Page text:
Attorney at Law

Wills and Probate
Frequently Asked Questions

The following common questions and answers will hopefully provide some information to assist you in determining how best to protect your loved ones and your property.

1)  I have heard that the state will get my property if I die without a will.  Is that true?

      ANSWER: No!  There is no huge warehouse somewhere in which the state places all of the property owned by individuals who die without leaving wills.  What does happen if you die without a will is that the state, through the laws set forth in our Texas Estates Code, has determined how to identify your heirs in the event you die without a will.  Instead of an individual being able to name the person or persons he or she wishes to have inherit his or her property, the heirs of an individual who dies without a will are already determined by state law, and are set down in print in our Texas Estates Code.

2) Is it true that I will automatically inherit my spouse’s interest in our home if my spouse dies before me and has a will leaving it to me?

      ANSWER: Absolutely not!   This is one of the most common misunderstandings I hear from clients every day.  PLEASE REMEMBER that a will has no legal significance until, or unless, it is recognized by a Court as a valid will.  Being named in a will does not give you the authority to inherit anything.  You must have some kind of probate procedure take place before your spouse’s interest in the house is legally transferred to you under a will.

 3)  Is it possible for me to pass down my property without my heirs having to go through a complicated probate procedure in Court?

      ANSWER: Yes.  We have many different types of shortened "probate" procedures which individuals may qualify for, depending upon the nature and extent of their property at the time of their deaths and whether or not they had a will.  You should consult with an attorney to see how or if your estate may qualify for such  a procedure.

 4) Can I omit one of my children if I do decide to make out a will?

     ANSWER: Yes.  You can name anyone you wish to inherit your estate; Texas has no requirement that any, or all, of your children be named as your heirs.

 5) What happens if I change my mind after I have made out my will?

      ANSWER: You can have a  "Codicil", or change document, prepared which would explain the change you wish to make to your original will.  This “Codicil” would then need to be submitted to a Court to be recognized in a probate procedure, along with your original will.  PLEASE NOTE that you should never make any kinds of changes by writing directly on your original will, as such action can result in your entire will being invalidated.

 6) Do I have to tell anyone ahead of time who I have named in my will to inherit my property?

      ANSWER: No.  The terms of your will can be held secret until your death.

7) I have heard that, if I put my spouse’s name on my bank account, as a "joint survivor" with me, then my spouse will be able to keep using that bank account after my death; is that true?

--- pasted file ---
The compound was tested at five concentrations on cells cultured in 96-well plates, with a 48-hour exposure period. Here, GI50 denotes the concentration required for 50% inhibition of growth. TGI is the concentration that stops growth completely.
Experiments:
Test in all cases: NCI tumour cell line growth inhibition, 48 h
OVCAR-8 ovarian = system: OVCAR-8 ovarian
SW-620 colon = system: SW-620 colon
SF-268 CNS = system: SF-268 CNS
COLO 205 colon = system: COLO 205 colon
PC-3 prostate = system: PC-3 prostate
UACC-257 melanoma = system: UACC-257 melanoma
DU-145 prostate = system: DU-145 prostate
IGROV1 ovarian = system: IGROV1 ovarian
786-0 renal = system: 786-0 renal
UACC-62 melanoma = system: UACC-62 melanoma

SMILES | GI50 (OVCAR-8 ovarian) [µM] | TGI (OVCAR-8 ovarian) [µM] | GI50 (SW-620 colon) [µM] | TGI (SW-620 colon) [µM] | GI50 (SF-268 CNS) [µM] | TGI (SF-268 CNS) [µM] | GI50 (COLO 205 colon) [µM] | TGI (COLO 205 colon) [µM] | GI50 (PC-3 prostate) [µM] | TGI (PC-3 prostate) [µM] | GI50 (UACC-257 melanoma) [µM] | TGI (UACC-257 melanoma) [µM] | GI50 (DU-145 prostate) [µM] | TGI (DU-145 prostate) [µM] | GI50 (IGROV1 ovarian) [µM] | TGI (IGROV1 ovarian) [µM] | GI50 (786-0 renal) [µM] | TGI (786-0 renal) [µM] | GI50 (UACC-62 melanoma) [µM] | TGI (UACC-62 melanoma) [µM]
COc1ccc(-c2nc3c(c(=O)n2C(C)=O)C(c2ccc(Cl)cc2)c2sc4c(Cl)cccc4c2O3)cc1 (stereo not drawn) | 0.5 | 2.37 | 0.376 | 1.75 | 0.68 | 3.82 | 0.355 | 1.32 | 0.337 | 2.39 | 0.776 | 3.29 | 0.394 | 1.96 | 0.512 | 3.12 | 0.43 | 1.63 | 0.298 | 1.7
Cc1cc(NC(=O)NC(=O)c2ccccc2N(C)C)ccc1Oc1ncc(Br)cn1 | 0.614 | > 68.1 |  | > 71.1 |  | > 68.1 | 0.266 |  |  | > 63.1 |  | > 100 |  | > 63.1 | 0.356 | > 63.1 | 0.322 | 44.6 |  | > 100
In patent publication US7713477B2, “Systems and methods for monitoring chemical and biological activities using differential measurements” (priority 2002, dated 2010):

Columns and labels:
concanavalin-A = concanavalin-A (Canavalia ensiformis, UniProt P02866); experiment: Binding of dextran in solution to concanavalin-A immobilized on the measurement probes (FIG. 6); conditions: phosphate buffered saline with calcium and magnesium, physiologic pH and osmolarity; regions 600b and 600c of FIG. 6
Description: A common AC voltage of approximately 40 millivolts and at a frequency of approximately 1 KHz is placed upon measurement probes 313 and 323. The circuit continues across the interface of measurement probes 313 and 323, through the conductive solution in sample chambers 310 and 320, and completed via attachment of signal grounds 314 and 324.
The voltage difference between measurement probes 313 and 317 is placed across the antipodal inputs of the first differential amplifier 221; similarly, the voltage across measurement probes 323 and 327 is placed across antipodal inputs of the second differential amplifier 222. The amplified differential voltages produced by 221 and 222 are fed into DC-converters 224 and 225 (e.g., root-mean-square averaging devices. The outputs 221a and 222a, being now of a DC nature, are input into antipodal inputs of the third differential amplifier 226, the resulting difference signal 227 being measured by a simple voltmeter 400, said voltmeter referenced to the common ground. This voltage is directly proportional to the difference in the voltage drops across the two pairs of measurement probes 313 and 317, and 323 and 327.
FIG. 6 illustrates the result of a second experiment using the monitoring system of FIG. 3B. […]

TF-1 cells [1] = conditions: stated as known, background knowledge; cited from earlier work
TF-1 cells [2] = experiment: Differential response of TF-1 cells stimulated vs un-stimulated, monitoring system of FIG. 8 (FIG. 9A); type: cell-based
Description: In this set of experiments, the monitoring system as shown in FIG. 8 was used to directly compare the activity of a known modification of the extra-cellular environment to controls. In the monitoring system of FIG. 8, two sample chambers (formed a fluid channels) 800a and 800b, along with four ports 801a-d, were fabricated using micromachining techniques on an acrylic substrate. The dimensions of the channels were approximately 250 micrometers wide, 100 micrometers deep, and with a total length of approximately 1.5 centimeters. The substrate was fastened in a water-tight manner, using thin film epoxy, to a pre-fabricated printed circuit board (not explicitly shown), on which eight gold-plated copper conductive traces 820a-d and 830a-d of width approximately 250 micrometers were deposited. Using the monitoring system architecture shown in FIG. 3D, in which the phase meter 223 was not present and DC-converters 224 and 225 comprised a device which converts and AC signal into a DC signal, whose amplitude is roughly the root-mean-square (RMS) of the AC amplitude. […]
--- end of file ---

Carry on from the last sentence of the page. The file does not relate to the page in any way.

ANSWER: Yes.  "Joint Survivorship" accounts are one way in which persons can pass down property to other persons without having to leave the property to that person in a will.  The money passes down to the joint survivor of the account because of the contract relationship formed among the account holders and the Bank.  There is no probate procedure which is necessary for the surviving spouse to continue to have access to the funds remaining in such a “joint survivorship” account after the death of the first spouse.

 8) Is it true that a "living trust" will help my heirs avoid having to go to Court for a probate when I die?

      ANSWER: Maybe yes, maybe no.  It depends upon many factors, including the type of trust, type of property you own at the time of your death, and what property has or has not been transferred into that trust during your lifetime.  I believe that some individuals are made to believe that they must have a living trust to safeguard their property, regardless of its value, their ages, or their ability to manage their own affairs. While some business owners wishing to provide lifetime income for a spouse may benefit from such a trust, it has not been my experience that it is a recommended tool for most middle income clients wishing to preserve their property for their heirs.  You should therefore discuss with your attorney what benefits, if any, would be gained by having such a living trust. 

 9)  How much does it cost to have a will prepared?

      ANSWER: As with all legal services, the cost for a will to be prepared will depend upon the nature of your property, what you wish to accomplish in your will, and the attorney whom you hire to assist you.   What you should remember is that, without having a will prepared, you will not be assured that the persons you wish to inherit your property will be the same persons whom the Texas Probate Code will determine to be your heirs.  In the Law Office of Kathleen E. Matheu, I will provide you with a fee quote for the preparation of your will after I have met with you, learned about your property, and discussed your intentions for your estate and your heirs.

 10) Can I prepare my own will in my own handwriting?

     ANSWER: Yes.  As long as you make it clear in the document you are writing that it is your will, and you make clear what you wish to leave to which people, and you sign that document, it would be considered a “holographic” will under Texas law.  PLEASE NOTE that there are other factors which could prevent your handwritten will from being recognized by a Texas Court; proof of your handwriting and mental health must be presented at the time such a handwritten will is offered for probate in Court.